China IPR

US-China Business Council Recommendations for Trade Secret Protection

Trade secrets as defined by the TRIPS Agreement is secret information that has commercial value and is the subject of reasonable steps to protect it (TRIPS Art. 39). Inadequate protection of technical trade secrets, including technologies that may benefit from not being disclosed as a patent, can be a hindrance to the development of innovative companies.  In addition, business  confidential trade secret information, such as client lists, can be immensely valuable to any company. IPR stakeholders not only have to worry about trade secret theft from their activities in China, but the theft of trade secret information from the US for delivery to China also remains a concern.

The USCBC has issued a report, which was the result of active conversations with companies from a variety of sectors on their views of trade secrets. The report describes challenges as reported by member companies and makes recommendations to address the challenges. The report focuses on six major challenges in the area of trade secrets in China: the lack of a national unified law on trade secrets, concerns about protection of trade secrets collected during government regulatory processes, limited government experience with trade secrets, high evidentiary burden of trade secret plaintiffs, limited use of relevant and potentially useful judicial procedures such as preliminary injunctions, and insufficient information about judicial practices with regard to the trade secret provisions in employment agreements.

Many of these challenges are rooted in the general lack of familiarity and experience on the part of Chinese government officials in dealing with trade secrets. Trade secrets were a relatively late arrival on China’s intellectual property scene, having been legislated with China’s Anti-unfair Competition Law (1993).  With regard to the challenges to judicial enforcements, this blog has covered many of the challenges described in the report, including high evidentiary thresholds and difficult procedural burdens, overall low likelihood of success, a high reliance on criminal remedies, and challenges in obtaining provisional remedies. 

The Business Council report also advocates use of doctrines such as “inevitable disclosure” by urging that the Chinese courts use “common sense” tests regarding when trade secrets are being disclosed or are likely to be disclosed.  Based on discussions we have had with Chinese judges over the years, such tests have in fact been used, but on an ad-hoc basis.  Regarding the closely related issue of preliminary injunctions against threatened trade secret misappropriation where courts must act to prevent a risk of loss, the Civil Procedure Law, which went into effect recently, legislated that preliminary injunctions would be available to plaintiffs in trade secret cases. Indeed, in August, the Shanghai No. 1 Intermediate Court cited this provision in granting a preliminary injunction for Eli Lilly in its trade secret suit against a former employee.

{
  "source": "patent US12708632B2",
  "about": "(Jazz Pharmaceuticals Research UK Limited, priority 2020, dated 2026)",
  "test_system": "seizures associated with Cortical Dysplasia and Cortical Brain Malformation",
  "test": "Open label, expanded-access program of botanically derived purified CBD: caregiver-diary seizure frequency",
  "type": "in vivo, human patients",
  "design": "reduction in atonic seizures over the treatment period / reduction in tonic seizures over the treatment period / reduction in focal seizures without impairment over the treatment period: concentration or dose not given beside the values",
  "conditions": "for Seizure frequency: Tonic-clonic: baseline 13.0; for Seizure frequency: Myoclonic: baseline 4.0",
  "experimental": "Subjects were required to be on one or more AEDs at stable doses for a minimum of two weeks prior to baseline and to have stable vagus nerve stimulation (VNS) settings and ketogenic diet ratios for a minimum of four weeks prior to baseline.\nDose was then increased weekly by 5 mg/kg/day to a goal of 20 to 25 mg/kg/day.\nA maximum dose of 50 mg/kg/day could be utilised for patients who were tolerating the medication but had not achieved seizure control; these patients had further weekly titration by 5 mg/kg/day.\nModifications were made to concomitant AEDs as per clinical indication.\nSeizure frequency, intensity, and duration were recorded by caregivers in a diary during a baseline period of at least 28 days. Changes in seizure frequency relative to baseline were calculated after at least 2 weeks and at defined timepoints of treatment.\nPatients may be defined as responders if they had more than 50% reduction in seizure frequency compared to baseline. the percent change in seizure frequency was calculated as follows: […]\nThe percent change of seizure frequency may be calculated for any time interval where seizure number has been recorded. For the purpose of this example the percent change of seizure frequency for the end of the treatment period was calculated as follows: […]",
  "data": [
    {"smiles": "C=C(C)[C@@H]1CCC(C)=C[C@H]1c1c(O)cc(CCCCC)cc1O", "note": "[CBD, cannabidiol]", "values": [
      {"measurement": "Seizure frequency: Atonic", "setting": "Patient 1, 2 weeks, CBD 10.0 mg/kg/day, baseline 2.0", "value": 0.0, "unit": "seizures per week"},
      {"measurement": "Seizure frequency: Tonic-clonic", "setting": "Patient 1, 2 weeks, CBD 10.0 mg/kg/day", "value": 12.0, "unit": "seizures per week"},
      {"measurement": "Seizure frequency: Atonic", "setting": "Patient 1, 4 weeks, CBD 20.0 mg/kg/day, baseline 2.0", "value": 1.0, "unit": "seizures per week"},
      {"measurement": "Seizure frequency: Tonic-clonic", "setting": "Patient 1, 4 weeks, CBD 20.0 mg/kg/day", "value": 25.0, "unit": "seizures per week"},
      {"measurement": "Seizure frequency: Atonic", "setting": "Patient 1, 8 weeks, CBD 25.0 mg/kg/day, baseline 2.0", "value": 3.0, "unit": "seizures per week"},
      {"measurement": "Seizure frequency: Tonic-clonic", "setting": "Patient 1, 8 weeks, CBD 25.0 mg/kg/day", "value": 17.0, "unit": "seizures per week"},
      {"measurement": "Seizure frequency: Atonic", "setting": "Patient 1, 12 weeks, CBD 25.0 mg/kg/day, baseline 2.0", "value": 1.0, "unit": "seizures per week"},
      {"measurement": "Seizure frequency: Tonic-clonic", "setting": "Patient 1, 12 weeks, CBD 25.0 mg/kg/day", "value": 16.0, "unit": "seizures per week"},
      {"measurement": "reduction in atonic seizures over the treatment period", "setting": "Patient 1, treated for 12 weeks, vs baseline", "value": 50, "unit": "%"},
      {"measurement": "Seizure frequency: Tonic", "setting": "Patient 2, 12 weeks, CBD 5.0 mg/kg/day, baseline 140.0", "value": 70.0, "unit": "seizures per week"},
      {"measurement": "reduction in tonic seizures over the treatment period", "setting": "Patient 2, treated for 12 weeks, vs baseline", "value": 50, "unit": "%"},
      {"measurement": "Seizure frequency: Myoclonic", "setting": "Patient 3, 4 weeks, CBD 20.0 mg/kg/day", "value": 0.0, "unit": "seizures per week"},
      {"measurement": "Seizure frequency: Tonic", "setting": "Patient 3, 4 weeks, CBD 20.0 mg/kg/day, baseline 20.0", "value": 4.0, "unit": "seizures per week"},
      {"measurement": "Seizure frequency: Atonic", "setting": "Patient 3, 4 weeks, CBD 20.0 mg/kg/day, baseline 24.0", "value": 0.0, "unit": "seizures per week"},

Unfortunately, another issue is the difficulties the courts have in managing protective orders and/or releasing non-confidential versions of cases involving confidential information, which also makes it difficult to understand this recent case involving Eli Lilly, as well as other cases which involve confidential information, as the full cases may not be disclosed to the public.   Moreover this lack of familiarity and uncertain rules regarding appropriate handling of confidential information may also make litigants reluctant to bring cases where they may be asked to disclose confidential information to their competition or other third parties.  Discussions on use of protective orders have been held for many years with the Chinese judiciary, and some courts such as Xiamen intermediate court have been experimenting with different methods of protecting confidential information.

Trade secret has emerged as a priority concern. In the most recent USCBC member company survey, 40% of respondents named trade secrets as the intellectual property of most concern, ahead of trademark, copyrights, and patents. In recognition of the importance of trade secrets, the Chinese government has begun to pay greater attention to trade secrets and increased their engagement with foreign stakeholders. It has been a topic of discussion for the U.S.-China Strategic and Economic Dialogue meetings in the last two years. Many of the recommendations included in this latest report were also submitted by the USCBC for consideration by the JCCT in their collaboration.


For detailed description of these challenges and USCBC’s recommendations with regard to these challenges, you can read the whole report here.

Prepared by Jae Zhou and Mark Cohen

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